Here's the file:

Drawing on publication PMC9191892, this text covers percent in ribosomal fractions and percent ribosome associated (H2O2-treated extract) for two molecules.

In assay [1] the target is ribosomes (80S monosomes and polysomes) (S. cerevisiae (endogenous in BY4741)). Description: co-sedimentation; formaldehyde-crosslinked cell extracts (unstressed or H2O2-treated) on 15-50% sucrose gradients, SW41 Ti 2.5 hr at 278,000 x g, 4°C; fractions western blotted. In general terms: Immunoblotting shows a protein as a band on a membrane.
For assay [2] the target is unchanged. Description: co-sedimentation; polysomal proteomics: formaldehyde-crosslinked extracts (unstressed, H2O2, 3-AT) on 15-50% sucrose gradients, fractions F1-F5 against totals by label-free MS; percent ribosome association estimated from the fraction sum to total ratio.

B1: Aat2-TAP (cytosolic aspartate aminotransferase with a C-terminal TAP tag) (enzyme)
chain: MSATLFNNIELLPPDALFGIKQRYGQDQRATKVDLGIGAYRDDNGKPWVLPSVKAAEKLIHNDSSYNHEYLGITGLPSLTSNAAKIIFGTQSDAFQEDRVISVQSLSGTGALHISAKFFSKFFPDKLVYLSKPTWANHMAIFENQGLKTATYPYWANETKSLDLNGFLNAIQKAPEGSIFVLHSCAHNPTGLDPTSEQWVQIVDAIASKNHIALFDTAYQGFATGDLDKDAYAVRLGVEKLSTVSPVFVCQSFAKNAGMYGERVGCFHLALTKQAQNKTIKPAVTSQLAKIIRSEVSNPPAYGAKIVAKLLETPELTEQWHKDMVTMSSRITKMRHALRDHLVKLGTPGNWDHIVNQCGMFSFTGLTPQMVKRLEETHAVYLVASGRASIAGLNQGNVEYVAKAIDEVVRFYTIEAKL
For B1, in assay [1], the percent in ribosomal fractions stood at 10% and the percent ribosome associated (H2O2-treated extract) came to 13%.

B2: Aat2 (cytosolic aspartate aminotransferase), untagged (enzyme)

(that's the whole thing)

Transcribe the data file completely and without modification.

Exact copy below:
Drawing on publication PMC9191892, this text covers percent in ribosomal fractions and percent ribosome associated (H2O2-treated extract) for two molecules.

In assay [1] the target is ribosomes (80S monosomes and polysomes) (S. cerevisiae (endogenous in BY4741)). Description: co-sedimentation; formaldehyde-crosslinked cell extracts (unstressed or H2O2-treated) on 15-50% sucrose gradients, SW41 Ti 2.5 hr at 278,000 x g, 4°C; fractions western blotted. In general terms: Immunoblotting shows a protein as a band on a membrane.
For assay [2] the target is unchanged. Description: co-sedimentation; polysomal proteomics: formaldehyde-crosslinked extracts (unstressed, H2O2, 3-AT) on 15-50% sucrose gradients, fractions F1-F5 against totals by label-free MS; percent ribosome association estimated from the fraction sum to total ratio.

B1: Aat2-TAP (cytosolic aspartate aminotransferase with a C-terminal TAP tag) (enzyme)
chain: MSATLFNNIELLPPDALFGIKQRYGQDQRATKVDLGIGAYRDDNGKPWVLPSVKAAEKLIHNDSSYNHEYLGITGLPSLTSNAAKIIFGTQSDAFQEDRVISVQSLSGTGALHISAKFFSKFFPDKLVYLSKPTWANHMAIFENQGLKTATYPYWANETKSLDLNGFLNAIQKAPEGSIFVLHSCAHNPTGLDPTSEQWVQIVDAIASKNHIALFDTAYQGFATGDLDKDAYAVRLGVEKLSTVSPVFVCQSFAKNAGMYGERVGCFHLALTKQAQNKTIKPAVTSQLAKIIRSEVSNPPAYGAKIVAKLLETPELTEQWHKDMVTMSSRITKMRHALRDHLVKLGTPGNWDHIVNQCGMFSFTGLTPQMVKRLEETHAVYLVASGRASIAGLNQGNVEYVAKAIDEVVRFYTIEAKL
For B1, in assay [1], the percent in ribosomal fractions stood at 10% and the percent ribosome associated (H2O2-treated extract) came to 13%.

B2: Aat2 (cytosolic aspartate aminotransferase), untagged (enzyme)